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Dec 2, 2020, 6:26:29 PM12/2/20
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On Wednesday, December 2, 2020 at 6:09:03 PM UTC-5, Douglas Richardson wrote:
> Dear Newsgroup ~
>
> Complete Peerage 3 (1913): 542 (sub Criol) includes the following information regarding Nicholas de Crioll (died 1303) and his wife, Margery Pecche:
>
<snip>

Douglas,
We appreciate these posts and discoveries, but would greatly appreciate if you were a little more responsive to any comments/corrections/additions/questions made on your posts. It sometimes feels like your posts are "drop and run", and not the start of what could be a more collaborative solution, mutually beneficial. Reference the post before this one.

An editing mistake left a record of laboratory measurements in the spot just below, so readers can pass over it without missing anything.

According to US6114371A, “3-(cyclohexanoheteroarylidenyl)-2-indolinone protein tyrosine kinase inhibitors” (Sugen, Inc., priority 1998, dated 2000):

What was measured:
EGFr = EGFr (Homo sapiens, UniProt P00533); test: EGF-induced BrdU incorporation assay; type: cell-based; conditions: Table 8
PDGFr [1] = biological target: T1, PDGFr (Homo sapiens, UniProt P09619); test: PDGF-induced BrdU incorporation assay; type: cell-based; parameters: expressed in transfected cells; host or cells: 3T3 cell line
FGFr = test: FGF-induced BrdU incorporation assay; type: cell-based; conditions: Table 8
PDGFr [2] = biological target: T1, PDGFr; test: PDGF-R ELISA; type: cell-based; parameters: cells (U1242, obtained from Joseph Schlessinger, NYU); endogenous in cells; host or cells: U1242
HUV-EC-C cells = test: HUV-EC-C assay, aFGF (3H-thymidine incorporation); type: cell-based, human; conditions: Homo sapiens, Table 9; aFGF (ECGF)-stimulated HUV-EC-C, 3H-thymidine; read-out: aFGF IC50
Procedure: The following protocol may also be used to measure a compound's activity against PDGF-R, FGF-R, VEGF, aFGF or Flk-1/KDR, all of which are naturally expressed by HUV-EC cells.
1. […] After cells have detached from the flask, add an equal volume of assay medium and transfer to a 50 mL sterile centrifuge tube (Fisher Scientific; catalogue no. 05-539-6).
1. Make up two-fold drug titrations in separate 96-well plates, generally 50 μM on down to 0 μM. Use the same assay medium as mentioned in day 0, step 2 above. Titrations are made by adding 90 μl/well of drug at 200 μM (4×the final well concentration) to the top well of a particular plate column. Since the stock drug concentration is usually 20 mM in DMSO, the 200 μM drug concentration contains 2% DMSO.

--Joe C

Hans Vogels

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Dec 3, 2020, 3:06:52 AM12/3/20
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Op donderdag 3 december 2020 om 00:26:29 UTC+1 schreef joe...@gmail.com:
Hello Joe,

Maybe the 'drop and runs' are meant as a way of stirring up the anthill of knowledge in the hope that something turns up benificial to his research ;-), usefull for in a new publication or update of his.

Hans Vogels